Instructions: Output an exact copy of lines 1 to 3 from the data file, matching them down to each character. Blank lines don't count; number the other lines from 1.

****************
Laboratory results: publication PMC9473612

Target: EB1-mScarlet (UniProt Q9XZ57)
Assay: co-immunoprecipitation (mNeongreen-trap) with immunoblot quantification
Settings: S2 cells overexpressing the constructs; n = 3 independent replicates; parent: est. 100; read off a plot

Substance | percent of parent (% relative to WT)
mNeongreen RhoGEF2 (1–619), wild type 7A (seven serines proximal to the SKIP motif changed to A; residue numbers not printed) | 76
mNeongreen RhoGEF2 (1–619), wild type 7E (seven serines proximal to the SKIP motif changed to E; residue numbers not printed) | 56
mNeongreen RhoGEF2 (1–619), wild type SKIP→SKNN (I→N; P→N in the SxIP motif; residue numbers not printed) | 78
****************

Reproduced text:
Laboratory results: publication PMC9473612

Target: EB1-mScarlet (UniProt Q9XZ57)
Assay: co-immunoprecipitation (mNeongreen-trap) with immunoblot quantification